You may feel sick when you think about his or her broken body. Your imagination might even carry you to new and scary depths and unspeakable images. You will be afraid to ask what happened because the answers might be worse than what you imagined. You'll torture yourself wondering if they felt pain, if they suffered, if they knew what was happening. They didn't. In the same way your brain doesn't register pain immediately when you break your arm, your Mom or Dad didn't know pain in their last moments of life on this earth.

You may have strange dreams or nightmares about your Mom or Dad being alive somehow, trapped in a pocket of the wreckage of the building or stranded or lost in some remote location after parachuting out of the plane before it crashed. They may call to you in your dream to come find them. You will wake up with such hope and determination, only to have the clouds of reality gather and rain fresh tears of exasperation and sadness on your face. These dreams are your subconscious self trying to make sense out of what your conscious self already knows.

You will think about the last things you said to each other. Were they loving words or actions? Did we speak sharply to each other? Were we too sleepy or rushed to even have one last look at each other's faces? Rest easy. Their last thoughts were of you ­ the all of who you are ­ not the Tuesday morning, Sept. 11, you. And they were happy thoughts, all in a jumble of emotions so deep they are everlasting.

Everyone you know will cry fresh tears when they see you. People will try to feed you even though you know it all tastes like cardboard. They want to know what you think ­ what you feel ­ what you need. But you really don't know. You may not know for a very long time. And it will be an even longer amount of time before you can imagine your life without your Mom or Dad.

Some people, working through their own grief, will want to talk to you about the catastrophe, the aftermath, the rescue and recovery, or the actions that will be taken by our nation. Others will whisper as you walk by, "Her dad was killed in the attack on the World Trade Center," or "His mom was in the plane that crashed into the Pentagon," or "His dad was one of the firefighters who died when the buildings collapsed." This new identity might be difficult for you. Sometimes you will want to say to the whisperers, "Yes, that was my Dad. We are so proud of him. I miss him like crazy!" But sometimes you will want to fade into the background, wanting to anonymously grieve in your own way, in your own time, without an audience.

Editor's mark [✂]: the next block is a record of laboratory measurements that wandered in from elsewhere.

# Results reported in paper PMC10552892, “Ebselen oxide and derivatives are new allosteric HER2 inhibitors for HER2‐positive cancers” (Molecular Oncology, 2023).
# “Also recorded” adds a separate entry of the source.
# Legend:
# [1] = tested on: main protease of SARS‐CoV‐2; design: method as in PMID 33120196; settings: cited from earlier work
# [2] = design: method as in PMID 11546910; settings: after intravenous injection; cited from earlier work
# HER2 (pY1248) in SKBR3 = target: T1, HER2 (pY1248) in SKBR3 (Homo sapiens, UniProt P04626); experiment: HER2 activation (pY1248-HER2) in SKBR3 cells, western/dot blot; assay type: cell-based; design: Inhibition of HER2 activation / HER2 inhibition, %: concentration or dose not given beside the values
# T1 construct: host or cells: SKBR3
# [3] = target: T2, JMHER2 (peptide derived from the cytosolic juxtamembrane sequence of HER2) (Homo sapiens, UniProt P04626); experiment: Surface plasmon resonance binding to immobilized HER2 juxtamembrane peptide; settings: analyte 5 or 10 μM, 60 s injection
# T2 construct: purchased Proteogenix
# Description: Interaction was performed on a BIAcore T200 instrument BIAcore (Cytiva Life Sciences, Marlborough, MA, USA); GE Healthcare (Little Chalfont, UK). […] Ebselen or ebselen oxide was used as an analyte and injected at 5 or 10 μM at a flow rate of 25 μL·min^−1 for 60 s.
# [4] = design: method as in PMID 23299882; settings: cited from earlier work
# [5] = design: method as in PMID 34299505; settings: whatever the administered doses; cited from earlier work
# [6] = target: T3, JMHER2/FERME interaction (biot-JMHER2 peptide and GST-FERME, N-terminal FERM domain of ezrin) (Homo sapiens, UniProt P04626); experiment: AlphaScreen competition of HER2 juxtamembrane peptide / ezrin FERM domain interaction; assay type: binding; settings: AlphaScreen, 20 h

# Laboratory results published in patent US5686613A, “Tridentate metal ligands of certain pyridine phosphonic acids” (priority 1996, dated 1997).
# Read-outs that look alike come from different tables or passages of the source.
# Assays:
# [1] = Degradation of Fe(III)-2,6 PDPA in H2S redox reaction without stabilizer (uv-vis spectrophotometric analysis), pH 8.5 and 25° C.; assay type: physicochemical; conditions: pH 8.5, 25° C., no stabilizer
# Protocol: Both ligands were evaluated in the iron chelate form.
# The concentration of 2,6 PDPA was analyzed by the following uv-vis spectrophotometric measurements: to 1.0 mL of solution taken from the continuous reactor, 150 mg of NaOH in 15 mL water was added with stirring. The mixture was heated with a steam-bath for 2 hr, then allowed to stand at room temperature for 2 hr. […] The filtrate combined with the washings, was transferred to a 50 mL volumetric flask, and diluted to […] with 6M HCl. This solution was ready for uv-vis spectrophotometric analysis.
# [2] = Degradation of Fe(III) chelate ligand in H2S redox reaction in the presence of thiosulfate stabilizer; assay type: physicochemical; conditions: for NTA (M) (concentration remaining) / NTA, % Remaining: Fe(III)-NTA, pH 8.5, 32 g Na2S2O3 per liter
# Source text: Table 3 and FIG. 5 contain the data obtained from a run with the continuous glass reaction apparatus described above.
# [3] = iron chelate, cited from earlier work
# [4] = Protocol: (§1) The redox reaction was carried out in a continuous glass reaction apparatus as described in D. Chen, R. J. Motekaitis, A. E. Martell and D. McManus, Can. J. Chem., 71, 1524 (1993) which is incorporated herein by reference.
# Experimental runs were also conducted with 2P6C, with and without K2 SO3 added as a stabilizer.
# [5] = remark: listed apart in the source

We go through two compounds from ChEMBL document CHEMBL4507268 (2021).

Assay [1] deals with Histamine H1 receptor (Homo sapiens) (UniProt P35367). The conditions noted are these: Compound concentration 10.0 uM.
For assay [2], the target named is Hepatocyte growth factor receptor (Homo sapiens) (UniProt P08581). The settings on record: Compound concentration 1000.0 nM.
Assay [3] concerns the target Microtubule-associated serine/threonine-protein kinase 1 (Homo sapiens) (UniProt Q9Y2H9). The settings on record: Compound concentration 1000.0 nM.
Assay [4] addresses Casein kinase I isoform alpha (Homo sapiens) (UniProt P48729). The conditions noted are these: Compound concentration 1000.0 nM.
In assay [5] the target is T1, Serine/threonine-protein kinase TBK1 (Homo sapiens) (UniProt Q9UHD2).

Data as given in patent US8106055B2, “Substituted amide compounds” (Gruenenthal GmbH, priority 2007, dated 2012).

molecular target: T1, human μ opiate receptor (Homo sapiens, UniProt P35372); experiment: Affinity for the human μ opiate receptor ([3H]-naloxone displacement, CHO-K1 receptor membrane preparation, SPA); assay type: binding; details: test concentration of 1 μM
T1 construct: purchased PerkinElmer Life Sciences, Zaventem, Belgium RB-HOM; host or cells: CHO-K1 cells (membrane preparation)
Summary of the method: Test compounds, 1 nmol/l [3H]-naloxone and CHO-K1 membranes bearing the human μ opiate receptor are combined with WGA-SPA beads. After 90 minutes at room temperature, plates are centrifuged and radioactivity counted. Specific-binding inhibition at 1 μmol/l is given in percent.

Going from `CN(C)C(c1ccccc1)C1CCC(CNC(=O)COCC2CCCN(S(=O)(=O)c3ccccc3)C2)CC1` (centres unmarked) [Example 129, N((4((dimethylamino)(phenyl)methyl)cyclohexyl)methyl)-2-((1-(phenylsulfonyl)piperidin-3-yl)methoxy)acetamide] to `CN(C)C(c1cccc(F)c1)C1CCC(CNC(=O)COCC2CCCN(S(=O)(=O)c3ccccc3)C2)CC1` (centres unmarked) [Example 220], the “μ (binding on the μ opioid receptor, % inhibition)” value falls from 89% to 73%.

When those who loved your Mom or Dad talk with you, cry with you, or even scream with frustration and unfairness of it, you don't have to make sense of it all. Grief is a weird and winding path with no real destination and lots of switch backs. Look on grief as a journey ­ full of rest stops, enlightening sites and potholes of differing depths of rage, sadness and despair. Just realize that you won't be staying forever at one stop. You will eventually move on to the next. And the path will become smoother, but it may never come to an end.

Ask the people who love you and who knew and loved your Mom or Dad to help you remember the way they lived ­ not the way they died. You need stories about your Mom or Dad from their friends, co-workers and your family. These stories will keep your Mom or Dad alive and real in your heart and mind for the rest of your life. Listen carefully to the stories. Tell them. Write them. Record them. Post them online. The stories will help you remember. The stories will help you make decisions about your life ­ help you become the person you were meant to be.

Just as a stronger nation will rise out of the grisly cinders and steel skeletal remains of buildings and airplanes, so will you be a stronger person. The events of last week will shape your life in many different ways. You will wonder if you'll ever be safe again. You will. Our nation will wage a mighty war on terrorism. You will be protected. You can still believe in the future ­ in your future.

Please know that we are with you ­ holding you in our hearts, in our minds and in our prayers.

-Kathie Scobee Fulgham
About the Author
Kathie Scobee Fulgham, is the daughter of Dick Scobee, commander of the Space Shuttle Challenger on its final mission, Jan. 28, 1986. She lives in Chattanooga, Tenn., with her husband and four children. You can contact her at This letter is included in the hopes that it will reach those who may need it and in memory of those who died in the Space Shuttle Challenger.

Grief is a weird and winding path with no real destination and lots of switch backs. Look on grief as a journey ­ full of rest stops, enlightening sites and potholes of differing depths of rage, sadness and despair. Just realize that you won't be staying forever at one stop. You will eventually move on to the next. The path will become smoother, but it may never come to an end.

Kathie Scobee Fulgham
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Last update Sept. 11, 2002